I’m nearing the beginning of my seventh decade of life. For nearly seventy years now I have led a rather quiet existence, which is actually the way that I prefer it to be. I love people, but need my space now and again. I am more of an observer of human nature than someone who eagerly joins particular groups. A quiet walk with a dear friend brings me far more happiness than attending a raucous party. I accept change as inevitable and enjoy innovations, but worry about ideas that throw the baby out with the bath water. I am fiercely loyal, and will go to battle for those that I love, but mostly I am a peaceful sort. I tend toward diplomacy and flexibility rather than being an ideologue. I know that I had the talents to attain fame or fortune, but I have always been more inclined to focus my efforts on the pursuit of the smaller causes in my little corner of the world. I can honestly say that I am exactly the person that I seem to be with only a few exceptions and they are minor. I sometimes lose my cool and curse in a manner that would have made my dear mother blush, but I also know how to control such impulses in public out of respect. I attempt to be fair and rational even though my nature is to let my heart rule. I am happy and content with my life.
I once dreamed of living in an upscale neighborhood in Houston like West University Place. I imagined myself driving around town in a Mercedes Benz. I actually thought that the true sign of success came with wealth. I’ve outgrown such silliness. I like my tract home in Pearland. I’ve created my own little island of comfort inside its walls. I no longer desire to spend my money on a big fancy car that will eventually wear out anyway. In fact, there is very little that I want or need beyond the hope that life will be as good for my friends and family as it has been for me.
At this point I realize that our lives are filled with ups and downs. One day we may be on the top of the world, and the next we feel shattered. When my father died I thought that my mother and brothers and I were surely doomed. I learned that it is possible to overcome even the emotional trauma of death. When I finally realized that my mother’s mental illness was chronic I had already gathered the strength, tools and allies to fight her disease. I’ve seen times when there was little or no food in my pantry, but I used my ingenuity to design a meal out of whatever I had. There came a moment when I found the confidence within my heart that I never realized had been waiting there all along. Life has been a fight at times, but I know how to gird myself and enter the fray. I’ve got some battle scars, but then so does everyone who makes it to my stage in life.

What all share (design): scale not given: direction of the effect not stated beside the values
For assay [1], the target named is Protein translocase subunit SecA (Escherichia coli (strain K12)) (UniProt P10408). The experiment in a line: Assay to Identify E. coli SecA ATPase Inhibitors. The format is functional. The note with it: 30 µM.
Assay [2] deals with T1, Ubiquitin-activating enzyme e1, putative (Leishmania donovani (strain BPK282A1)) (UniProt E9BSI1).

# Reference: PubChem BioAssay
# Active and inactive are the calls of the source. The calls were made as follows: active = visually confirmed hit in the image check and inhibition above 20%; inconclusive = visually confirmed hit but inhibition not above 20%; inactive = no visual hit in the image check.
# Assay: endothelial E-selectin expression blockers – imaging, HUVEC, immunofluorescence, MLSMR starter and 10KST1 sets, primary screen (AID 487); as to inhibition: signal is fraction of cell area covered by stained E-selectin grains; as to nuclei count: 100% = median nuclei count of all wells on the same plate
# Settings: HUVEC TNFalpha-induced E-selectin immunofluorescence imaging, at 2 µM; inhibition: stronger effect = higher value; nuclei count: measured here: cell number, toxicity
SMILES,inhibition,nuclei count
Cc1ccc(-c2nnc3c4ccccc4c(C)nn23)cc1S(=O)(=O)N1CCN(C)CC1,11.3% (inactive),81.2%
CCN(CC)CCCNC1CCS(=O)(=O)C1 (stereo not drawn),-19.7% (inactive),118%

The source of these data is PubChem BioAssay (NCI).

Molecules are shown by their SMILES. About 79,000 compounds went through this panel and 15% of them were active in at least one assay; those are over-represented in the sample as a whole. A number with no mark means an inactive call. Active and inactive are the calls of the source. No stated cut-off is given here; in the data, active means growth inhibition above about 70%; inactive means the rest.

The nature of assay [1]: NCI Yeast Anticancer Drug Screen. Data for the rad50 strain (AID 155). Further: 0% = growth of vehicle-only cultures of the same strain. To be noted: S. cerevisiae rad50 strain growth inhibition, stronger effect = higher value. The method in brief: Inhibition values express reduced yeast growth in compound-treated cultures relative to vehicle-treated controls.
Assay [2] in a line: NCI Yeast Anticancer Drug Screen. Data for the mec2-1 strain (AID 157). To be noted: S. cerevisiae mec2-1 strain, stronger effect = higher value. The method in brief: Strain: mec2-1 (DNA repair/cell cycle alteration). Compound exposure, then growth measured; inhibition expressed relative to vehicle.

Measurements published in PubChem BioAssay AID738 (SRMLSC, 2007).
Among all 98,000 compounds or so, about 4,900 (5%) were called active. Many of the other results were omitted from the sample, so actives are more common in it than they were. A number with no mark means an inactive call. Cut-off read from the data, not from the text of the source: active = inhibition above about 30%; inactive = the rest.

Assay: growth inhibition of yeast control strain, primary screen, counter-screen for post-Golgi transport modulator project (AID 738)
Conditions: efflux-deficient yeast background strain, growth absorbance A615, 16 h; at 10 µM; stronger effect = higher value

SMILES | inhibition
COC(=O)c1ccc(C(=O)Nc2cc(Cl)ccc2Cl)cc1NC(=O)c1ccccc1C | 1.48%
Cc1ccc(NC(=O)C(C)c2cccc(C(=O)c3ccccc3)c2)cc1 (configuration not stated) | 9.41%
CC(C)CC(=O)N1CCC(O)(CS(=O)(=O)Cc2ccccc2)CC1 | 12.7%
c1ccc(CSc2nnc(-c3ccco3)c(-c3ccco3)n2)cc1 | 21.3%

Still, I worry, not so much for myself but for those who will follow me. I see so many demanding that we choose sides in fights that really don’t even need to happen. I am more and more often identified not as the unique individual that I am, but rather as a member of one subgroup or another. I much prefer simply viewing myself as a human being with all of the glory and imperfections that the name implies. I am a member of a long history of people who have had the privilege of spending time on this earth, those who for centuries have tried to be their best and to leave a legacy of peace and progress for the young. Like them I have both succeeded and failed. I learned to hang tough and just keep moving forward with each new day. When I arise in the morning it feels almost like a kind of spiritual resurrection in which I have yet another opportunity to set things right. There is something gloriously hopeful about knowing that this is true.
Of late I see things that are contrary to my nature. People are being tried in the court of public opinion without regard to evidence or fairness. There is an anger in the air that is difficult to ignore, and the most vocal often insist that we each choose a side or be found guilty of thoughts and beliefs that we actually do not hold. Rules and mores are crumbling beneath a wave of ideas that suggest that discussions, critical thinking and compromises are not only outmoded, but actually harmful. Friend turns on friend over issues promulgated by people who seek power, and we too often fall for their methods of dividing us. I truly wonder if these trends will only end after we have been scarred and injured by the chaos. Do we have to hit rock bottom before we are willing to change?
I might easily just close my door, pull down my blinds and ignore the furor. It would perhaps be the easiest thing to do. I might just leave all of the trouble to the young folk, and just enjoy the contentment that has found me at last. Still, I feel a sense of duty to do my small part to quell the rage that only seems to grow in our nation. I search for the source but only find frustration, because it seems to me that it emanates from far too many groups to name. There is a kind of hypocrisy that has overtaken our leaders that makes me continually feel as though I am the little boy in the fairytale that my father once read to me about an emperor who had no clothes. I wonder why I can see that it is so, and so many are blind to the very idea.
I suppose that I will keep trying to bring people together, even as I see how often my intentions are misunderstood. It is worth the effort to work to end the bloodless civil war in which our country is now engaged. I may not lead a movement but I have the right and the power to voice my concerns, and hopefully we will begin to get grip on ourselves before the arguments lead to the kind of violence that once ripped our ancestors apart.
I sense that I am not alone in wanting the fighting to cease. I believe that there are enough of us to begin a quiet movement before it is too late. At least I am willing to try.